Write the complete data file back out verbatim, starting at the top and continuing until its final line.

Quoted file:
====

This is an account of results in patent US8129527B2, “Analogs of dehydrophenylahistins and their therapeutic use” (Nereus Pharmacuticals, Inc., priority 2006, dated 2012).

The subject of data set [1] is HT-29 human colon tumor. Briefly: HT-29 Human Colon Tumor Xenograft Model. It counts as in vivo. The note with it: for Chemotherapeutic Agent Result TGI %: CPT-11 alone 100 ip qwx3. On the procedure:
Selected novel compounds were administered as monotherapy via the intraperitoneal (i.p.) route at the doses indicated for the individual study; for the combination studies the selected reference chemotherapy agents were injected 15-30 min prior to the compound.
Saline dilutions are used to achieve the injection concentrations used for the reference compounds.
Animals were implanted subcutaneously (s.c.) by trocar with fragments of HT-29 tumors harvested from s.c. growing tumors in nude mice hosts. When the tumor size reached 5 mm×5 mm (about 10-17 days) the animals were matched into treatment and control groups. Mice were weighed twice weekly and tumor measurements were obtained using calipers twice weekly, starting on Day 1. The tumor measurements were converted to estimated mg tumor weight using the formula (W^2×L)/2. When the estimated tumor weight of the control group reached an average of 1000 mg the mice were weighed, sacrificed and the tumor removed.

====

This is an account of results in patent US8129527B2, “Analogs of dehydrophenylahistins and their therapeutic use” (Nereus Pharmacuticals, Inc., priority 2006, dated 2012).

The subject of data set [1] is HT-29 human colon tumor. Briefly: HT-29 Human Colon Tumor Xenograft Model. It counts as in vivo. The note with it: for Chemotherapeutic Agent Result TGI %: CPT-11 alone 100 ip qwx3. On the procedure:
Selected novel compounds were administered as monotherapy via the intraperitoneal (i.p.) route at the doses indicated for the individual study; for the combination studies the selected reference chemotherapy agents were injected 15-30 min prior to the compound.
Saline dilutions are used to achieve the injection concentrations used for the reference compounds.
Animals were implanted subcutaneously (s.c.) by trocar with fragments of HT-29 tumors harvested from s.c. growing tumors in nude mice hosts. When the tumor size reached 5 mm×5 mm (about 10-17 days) the animals were matched into treatment and control groups. Mice were weighed twice weekly and tumor measurements were obtained using calipers twice weekly, starting on Day 1. The tumor measurements were converted to estimated mg tumor weight using the formula (W^2×L)/2. When the estimated tumor weight of the control group reached an average of 1000 mg the mice were weighed, sacrificed and the tumor removed.